14. JShirley

    JShirley Administrator Staff Member

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    Their fixed blades can?
     
  15. Dirty Bob

    Dirty Bob Member

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    I wouldn't use a laminated Scandinavian blade for batoning or hammering (although I consider batoning OK, but I will not use a hammer on a knife). They're more vulnerable to lateral stresses and could de-laminate if stressed enough. Better a regular, non-laminated Mora, puukko, or leuku for batoning.

    Regards,
    Dirty Bob
     
  16. ugaarguy

    ugaarguy Moderator Staff Member

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    Well, first of all, 154CM can be heat treated to different levels of hardness. Second, assuming we're talking the typical 59-61Rc hardness that 154CM is heat treated to for most applications, I think you're going the wrong direction. Unless you're willing to go to a much tougher carbon steel like 10xx series, O-1, or 5160; I'd go with a softer heat treat to reduce the chipping and breaking on a knife you intend to pry with. Third, regardless of steel and heat treat, I would look at blades that are designed for prying and hard use.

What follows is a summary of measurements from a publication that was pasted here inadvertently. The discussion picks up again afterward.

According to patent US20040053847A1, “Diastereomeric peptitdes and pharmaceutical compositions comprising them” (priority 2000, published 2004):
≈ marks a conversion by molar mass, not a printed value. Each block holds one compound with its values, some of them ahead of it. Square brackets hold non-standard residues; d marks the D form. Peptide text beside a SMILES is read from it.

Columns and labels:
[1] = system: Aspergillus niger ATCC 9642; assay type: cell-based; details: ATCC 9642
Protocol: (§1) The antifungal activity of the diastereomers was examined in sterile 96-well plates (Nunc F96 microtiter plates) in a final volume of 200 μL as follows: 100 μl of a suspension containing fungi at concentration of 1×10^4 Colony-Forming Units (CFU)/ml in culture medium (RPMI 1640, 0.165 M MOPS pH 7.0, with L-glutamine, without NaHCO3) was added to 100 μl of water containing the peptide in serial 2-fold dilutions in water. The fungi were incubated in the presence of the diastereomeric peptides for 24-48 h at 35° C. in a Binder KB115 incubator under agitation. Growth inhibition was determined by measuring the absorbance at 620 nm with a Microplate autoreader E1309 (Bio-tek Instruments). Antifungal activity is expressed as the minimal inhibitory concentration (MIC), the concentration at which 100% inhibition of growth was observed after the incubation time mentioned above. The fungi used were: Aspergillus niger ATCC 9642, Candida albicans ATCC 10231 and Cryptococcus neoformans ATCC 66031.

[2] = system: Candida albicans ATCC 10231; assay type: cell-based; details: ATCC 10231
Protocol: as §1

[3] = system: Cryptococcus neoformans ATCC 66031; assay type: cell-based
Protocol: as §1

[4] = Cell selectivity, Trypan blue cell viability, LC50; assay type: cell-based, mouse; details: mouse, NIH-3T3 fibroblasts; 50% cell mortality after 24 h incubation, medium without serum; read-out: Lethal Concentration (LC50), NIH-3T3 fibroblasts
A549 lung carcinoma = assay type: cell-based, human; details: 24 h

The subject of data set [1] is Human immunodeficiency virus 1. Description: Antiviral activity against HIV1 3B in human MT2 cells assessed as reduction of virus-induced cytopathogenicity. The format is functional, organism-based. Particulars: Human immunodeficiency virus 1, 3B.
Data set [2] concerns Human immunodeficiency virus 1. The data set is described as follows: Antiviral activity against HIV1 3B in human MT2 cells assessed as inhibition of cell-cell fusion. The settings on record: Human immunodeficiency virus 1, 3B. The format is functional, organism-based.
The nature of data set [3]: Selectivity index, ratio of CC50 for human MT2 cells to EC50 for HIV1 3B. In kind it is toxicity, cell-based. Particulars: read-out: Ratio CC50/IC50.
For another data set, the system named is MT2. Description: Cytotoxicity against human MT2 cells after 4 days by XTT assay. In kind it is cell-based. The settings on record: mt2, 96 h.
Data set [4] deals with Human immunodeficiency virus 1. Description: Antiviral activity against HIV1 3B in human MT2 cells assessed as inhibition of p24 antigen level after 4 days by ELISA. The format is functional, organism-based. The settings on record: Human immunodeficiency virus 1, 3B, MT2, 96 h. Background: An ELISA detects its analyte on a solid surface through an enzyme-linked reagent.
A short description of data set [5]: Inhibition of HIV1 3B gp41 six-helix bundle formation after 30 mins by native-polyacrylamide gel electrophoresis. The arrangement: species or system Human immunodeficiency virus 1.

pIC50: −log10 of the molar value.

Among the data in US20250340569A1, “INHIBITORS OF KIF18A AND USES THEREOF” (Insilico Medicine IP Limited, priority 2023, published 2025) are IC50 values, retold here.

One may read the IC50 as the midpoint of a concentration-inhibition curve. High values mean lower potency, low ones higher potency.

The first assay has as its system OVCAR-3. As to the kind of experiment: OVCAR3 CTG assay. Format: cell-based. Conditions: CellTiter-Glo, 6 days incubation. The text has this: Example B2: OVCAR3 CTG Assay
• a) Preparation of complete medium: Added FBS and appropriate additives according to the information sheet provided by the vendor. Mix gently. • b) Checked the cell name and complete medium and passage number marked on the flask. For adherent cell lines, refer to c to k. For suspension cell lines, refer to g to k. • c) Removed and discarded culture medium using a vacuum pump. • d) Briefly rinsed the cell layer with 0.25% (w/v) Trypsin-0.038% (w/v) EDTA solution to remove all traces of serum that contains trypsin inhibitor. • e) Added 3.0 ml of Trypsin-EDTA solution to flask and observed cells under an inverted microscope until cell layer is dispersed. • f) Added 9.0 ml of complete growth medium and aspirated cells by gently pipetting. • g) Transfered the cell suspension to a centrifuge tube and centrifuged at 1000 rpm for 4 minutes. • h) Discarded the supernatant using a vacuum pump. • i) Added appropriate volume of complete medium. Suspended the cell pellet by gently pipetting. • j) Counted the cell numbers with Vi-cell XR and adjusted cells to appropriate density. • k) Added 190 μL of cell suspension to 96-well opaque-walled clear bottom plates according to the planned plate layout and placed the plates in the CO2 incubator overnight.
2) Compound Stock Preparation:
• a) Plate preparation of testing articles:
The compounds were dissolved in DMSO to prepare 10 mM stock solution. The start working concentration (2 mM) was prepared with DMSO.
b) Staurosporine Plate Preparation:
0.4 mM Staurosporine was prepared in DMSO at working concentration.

Here are some places to start:

    For harder heat treat all in one:
    Boker Plus Cop Tool
    CRKT Graham Ringed Razel
    CRKT Graham Stubby Pocket Razel

    For Softer heat treat heavier prying use:
    CRKT McGowan MAK-1 I like this option quite a bit because it's a lower carbon stainless with a softer heat treat for better use as a prying tool.

    At those prices, I'd carry one of those tools on the belt for prying, heavy chopping, and other abusive tasks. I'd add a high quality folder clipped to the pocket for EDC cutting tasks.

    Last, if you want a do it all knife that's a knife I'd ditch the stainless steel requirement, and go to a hard use carbon steel fixed blade: The knives listed below have traditional points that will still break if you aren't careful when prying, but will be far tougher than almost any stainless steel blade heat treated to the same hardness.